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Shankar Swaminathan, Hong Lu, Robert W. Williams, Lu Lu, Monica M. Jablonski; Genetic Factors Affecting Iris Transillumination Defects In Recombinant Inbred Strains Of Mice: Correlation Analysis, Mapping And Mathematical Modeling. Invest. Ophthalmol. Vis. Sci. 2012;53(14):1538.
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© ARVO (1962-2015); The Authors (2016-present)
To investigate the relative contributions of Tyrp1 and Gpnmb to the iris transillumination defect (TID) over the course of the disease and to evaluate the plausible role of other known pigmentation genes (PG) along with potential interactions using novel systems genetics methods and mathematical modeling.
3564 mice of different age groups from 91 strains of BXD RI mice and their parents were used to acquire TID phenotype. The severity of the iris disease was categorized into 5 grades that were applied to all images. Affymetrix M430V2 microarrays and RNA-seq were used to measure gene expression levels from whole eyes. Quantitative trait locus (QTL) mapping was used to map the genomic region(s) that contribute to the TID phenotype. Within any suggestive QTLs, we evaluated if any known PG were plausible candidates. TID grades were scored as a function of the age, strain and genotypes for each gene candidate and the data were analyzed ANOVA with genotypes as fixed factors. Different permutations and combinations of the PG (i.e., Gpnmb, Tyrp1, Oca2, Myo5a and Dct) were fed into the model and the contribution of individual genes and potential synergisms/interactions were studied.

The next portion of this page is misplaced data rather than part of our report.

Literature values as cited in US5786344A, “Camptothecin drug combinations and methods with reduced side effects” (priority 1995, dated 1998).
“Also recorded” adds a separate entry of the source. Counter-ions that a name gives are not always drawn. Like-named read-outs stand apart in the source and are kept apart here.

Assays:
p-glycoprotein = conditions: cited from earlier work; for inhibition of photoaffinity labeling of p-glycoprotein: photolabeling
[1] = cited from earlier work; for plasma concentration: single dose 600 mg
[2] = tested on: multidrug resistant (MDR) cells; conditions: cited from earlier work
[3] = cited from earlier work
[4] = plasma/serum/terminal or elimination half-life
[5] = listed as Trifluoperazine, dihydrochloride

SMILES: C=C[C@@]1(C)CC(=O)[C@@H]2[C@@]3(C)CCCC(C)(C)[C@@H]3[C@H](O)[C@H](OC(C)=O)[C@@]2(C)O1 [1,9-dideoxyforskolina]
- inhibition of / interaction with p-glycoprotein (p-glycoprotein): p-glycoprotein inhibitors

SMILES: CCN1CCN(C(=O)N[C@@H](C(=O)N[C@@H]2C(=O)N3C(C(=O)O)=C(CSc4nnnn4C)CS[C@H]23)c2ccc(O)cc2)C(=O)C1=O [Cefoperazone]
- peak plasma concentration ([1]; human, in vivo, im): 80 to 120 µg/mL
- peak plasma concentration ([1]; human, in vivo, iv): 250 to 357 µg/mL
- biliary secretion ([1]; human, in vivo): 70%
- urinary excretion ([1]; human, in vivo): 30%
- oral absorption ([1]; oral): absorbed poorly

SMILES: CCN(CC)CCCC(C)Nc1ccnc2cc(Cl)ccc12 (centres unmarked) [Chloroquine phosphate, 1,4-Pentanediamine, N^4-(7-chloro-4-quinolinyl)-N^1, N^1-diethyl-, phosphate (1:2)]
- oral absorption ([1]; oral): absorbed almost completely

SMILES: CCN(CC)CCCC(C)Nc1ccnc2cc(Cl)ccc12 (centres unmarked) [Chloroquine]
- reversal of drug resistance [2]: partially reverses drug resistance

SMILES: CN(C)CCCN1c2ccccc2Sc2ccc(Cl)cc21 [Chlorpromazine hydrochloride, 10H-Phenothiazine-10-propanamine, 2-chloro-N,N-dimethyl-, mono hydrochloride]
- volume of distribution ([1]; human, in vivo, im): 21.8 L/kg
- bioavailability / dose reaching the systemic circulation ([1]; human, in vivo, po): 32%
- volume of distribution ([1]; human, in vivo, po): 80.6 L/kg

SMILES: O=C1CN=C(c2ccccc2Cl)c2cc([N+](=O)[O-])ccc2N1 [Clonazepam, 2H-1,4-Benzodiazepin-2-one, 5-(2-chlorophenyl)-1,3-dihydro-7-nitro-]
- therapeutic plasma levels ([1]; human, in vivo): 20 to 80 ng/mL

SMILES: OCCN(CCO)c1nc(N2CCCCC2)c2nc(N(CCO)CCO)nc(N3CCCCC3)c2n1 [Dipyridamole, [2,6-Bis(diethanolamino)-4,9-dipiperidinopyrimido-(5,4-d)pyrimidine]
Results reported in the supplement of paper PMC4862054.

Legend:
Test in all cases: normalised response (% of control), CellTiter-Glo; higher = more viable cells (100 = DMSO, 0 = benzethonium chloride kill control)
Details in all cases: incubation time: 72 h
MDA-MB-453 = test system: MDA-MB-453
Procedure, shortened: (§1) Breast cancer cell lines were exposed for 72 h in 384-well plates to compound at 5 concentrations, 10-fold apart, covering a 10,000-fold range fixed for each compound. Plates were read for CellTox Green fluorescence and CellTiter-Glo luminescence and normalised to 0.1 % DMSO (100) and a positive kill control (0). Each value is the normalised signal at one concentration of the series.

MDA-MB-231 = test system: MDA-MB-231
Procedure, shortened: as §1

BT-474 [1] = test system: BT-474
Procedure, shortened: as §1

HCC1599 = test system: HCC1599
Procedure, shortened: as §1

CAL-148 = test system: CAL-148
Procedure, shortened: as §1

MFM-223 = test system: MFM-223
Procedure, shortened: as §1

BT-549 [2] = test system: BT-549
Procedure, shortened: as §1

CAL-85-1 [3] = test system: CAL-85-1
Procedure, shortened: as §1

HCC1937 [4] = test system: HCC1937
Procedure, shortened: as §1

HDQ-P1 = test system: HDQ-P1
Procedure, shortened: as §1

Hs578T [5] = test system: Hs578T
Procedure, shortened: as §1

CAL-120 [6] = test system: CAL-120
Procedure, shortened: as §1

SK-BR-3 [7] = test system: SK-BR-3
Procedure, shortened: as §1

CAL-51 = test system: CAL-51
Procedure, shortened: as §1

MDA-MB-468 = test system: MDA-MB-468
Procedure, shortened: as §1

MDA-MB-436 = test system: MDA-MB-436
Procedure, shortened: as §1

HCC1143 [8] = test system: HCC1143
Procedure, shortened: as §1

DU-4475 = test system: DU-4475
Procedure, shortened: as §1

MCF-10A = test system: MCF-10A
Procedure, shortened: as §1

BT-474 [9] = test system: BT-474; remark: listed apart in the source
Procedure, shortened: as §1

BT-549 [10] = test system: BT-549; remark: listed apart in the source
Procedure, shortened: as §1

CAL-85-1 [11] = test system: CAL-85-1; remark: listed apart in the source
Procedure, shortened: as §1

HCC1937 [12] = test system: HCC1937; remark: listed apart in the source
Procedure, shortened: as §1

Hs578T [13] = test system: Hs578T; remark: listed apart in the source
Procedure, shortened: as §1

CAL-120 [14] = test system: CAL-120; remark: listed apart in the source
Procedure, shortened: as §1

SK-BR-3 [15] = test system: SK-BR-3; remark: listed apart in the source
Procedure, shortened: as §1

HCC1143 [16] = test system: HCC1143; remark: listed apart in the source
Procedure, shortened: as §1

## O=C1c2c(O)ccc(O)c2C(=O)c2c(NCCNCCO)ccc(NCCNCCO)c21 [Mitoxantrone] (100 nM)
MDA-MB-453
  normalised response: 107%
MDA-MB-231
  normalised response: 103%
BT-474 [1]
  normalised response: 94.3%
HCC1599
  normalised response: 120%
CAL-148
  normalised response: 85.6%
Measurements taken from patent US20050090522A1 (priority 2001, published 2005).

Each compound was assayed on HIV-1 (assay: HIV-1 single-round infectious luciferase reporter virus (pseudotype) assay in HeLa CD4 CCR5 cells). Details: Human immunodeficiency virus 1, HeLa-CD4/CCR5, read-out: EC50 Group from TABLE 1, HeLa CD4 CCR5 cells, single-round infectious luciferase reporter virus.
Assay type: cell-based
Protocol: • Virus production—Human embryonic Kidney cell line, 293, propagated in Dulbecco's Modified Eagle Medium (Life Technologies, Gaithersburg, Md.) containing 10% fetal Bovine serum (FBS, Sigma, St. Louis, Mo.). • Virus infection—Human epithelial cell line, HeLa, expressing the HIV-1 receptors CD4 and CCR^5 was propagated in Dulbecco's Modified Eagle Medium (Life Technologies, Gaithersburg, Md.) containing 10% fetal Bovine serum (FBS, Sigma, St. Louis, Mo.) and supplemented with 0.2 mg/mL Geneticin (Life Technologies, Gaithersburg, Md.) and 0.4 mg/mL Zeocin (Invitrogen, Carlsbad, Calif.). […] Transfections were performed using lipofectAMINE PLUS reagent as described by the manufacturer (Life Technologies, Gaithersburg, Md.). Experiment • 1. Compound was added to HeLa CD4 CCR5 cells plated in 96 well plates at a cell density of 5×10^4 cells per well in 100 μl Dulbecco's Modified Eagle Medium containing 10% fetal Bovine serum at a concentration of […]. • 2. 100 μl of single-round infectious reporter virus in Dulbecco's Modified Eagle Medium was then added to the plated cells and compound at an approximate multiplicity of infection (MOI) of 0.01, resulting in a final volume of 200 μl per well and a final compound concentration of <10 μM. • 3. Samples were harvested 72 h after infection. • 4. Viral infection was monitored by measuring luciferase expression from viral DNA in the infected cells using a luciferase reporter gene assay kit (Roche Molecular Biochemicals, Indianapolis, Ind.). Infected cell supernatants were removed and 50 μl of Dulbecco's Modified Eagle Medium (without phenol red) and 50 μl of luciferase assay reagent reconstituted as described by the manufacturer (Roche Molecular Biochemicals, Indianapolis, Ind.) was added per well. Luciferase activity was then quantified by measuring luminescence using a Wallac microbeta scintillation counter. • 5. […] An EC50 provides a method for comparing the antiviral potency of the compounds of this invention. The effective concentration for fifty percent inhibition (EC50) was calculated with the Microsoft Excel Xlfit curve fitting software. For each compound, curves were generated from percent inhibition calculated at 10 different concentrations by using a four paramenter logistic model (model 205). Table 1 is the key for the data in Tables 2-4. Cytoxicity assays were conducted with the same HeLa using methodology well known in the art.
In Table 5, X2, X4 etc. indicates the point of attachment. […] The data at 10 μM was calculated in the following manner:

Our mapping studies indicate that while Tyrp1 contributes to the phenotype at all ages, Gpnmb only contributes individually in the oldest mice tested. Composite interval mapping that controlled for Tyrp1 exposed secondary eQTL peaks for two known PG viz. Oca2 and Myo5a in younger animals (1-2 mo) and Dct in mice older than 13 mo. Analysis of interactions confirmed the contributions of other predicted candidates. The best mathematical models were achieved using all 5 PG predictors. In the youngest age group, contribution of Tyrp1 was highly significant as was the interaction of Gpnmb and Myo5a (Gpnmb*Myo5a). We also found marginal statistical significance of: Oca2; Tyrp1*Oca2; Tyrp1*Gpnmb*Oca2; and Gpnmb*Oca2*Myo5a. In oldest age group, the contribution of both Tyrp1 and Gpnmb were highly significant, while marginal significance was observed only for the interaction of Gpnmb*Dct.
These results demonstrate that, along with Tyrp1 and Gpnmb, Oca2, Myo5a and Dct modify or contribute to TID. Oca2 and Myo5a have a more significant contribution at younger ages while Dct has a stronger contribution in animals greater than 13 mo.
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